Gentle Giant burst on the post-psychedelic art-rock scene in the early ‘70’s, when rock bands continually upped the ante of musical sophistication and technique, and GG gave their progressive rivals Frank Zappa, Yes, King Crimson, and Emerson, Lake and Palmer a run-for-their gold-pieces. Two of their most esoteric and eccentric efforts have been remastered: In a Glass House and Free Hand. These efforts document GG at the height of their powers to make exotic sonic architectures out of rock. Gentle Giant are so prog they make the Mars Volta look like Cat Power. Be warned: this isn’t music by skinny scenester boys in black t-shirts who bake-out to Rush and Led Zep. Listen to this and you can pretty much see the elves a-dancing at the feast, boozy gnomes toasting the master of the hall, and a wizard in robes, aloof and inscrutable as he gazes at the ruins of the lost tower of Zoltar. Gentle Giant is a full-on baroque art-rock attack with more complexity than a massively-parallel-processing computer simulating weather patterns with partial differential equations. This album is so full of musical ideas as to rival Zappa at his prime. Stay safe back at the inn if you don’t want to fight the 20 hit-point hobgoblins…but you’ll miss the dance of the Little People at their festival.
Free Hand and In a Glass House have Celtic themes, cathedral organs, violins, xylophones, medieval or early-renaissance vocal harmonies, some jazzy horns and spazzy/funky keyboards. Zolo-oids (or is that “zoloids”?) will want to do a stiff herky-jerky jig to the nerdy electronics and labyrinthine rhythms whiter than Bill Gates. Too-cool to dork-out art-rockers will realize that Neu! and Bowie and Eno and early Talking Heads were all generally tethered to a 4/4 world…whereas the prog-wing of art-rock found freedom in the discipline of exploring the many ways of dividing up time. GG has plenty of stop-start-stop time-changes and strange-metered patterns, but what I find most interesting is the interplay of bass-and-drum structures, sorcerer-like keyboards, recorders, violins, saxes, mandolins, and classical-esque vocal harmonies and embellishments. GG easily surpass the technical abilities of 99% of rock musicians to chase after uncommon sonic quarry, and they push it way over the top.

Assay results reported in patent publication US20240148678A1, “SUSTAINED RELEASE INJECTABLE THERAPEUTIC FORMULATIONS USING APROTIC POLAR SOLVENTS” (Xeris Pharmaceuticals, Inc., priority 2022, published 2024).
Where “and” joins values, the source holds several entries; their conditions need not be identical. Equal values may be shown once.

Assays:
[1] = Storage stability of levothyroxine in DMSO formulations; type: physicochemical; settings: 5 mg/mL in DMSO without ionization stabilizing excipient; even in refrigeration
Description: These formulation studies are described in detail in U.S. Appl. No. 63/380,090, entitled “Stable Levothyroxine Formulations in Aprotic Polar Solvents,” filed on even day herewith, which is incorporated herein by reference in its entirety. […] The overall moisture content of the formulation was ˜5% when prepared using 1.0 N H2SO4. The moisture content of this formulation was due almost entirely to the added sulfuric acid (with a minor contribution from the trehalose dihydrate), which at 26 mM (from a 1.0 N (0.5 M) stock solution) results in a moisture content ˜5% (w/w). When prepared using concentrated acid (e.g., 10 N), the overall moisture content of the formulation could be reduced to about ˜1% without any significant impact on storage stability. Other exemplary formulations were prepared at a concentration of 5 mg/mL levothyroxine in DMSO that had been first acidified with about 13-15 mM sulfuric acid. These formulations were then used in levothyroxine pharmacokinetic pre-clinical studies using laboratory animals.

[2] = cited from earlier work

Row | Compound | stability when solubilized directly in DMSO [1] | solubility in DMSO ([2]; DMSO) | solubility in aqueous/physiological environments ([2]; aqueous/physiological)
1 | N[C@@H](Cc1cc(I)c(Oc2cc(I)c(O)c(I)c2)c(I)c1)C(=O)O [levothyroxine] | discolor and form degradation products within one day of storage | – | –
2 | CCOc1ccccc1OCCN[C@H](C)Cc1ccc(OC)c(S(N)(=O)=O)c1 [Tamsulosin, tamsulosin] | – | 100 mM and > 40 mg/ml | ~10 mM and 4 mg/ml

At their best they frolic about in a world of arty high weirdness and inventiveness, with complex and simple parts interlocking and recombining in songs that stretch out, contract, and fold back in on themselves. Occasionally singer Derek Shulman betrays a weakness for camaro-rock dude-isms and high-notes, and there are a few corresponding ‘70’s rawk guitar solos of the sort that plagued even art-rockers such as Can, but overall the relentless but nimble exploration of the upper boundaries of what is possible for a rock band won me over.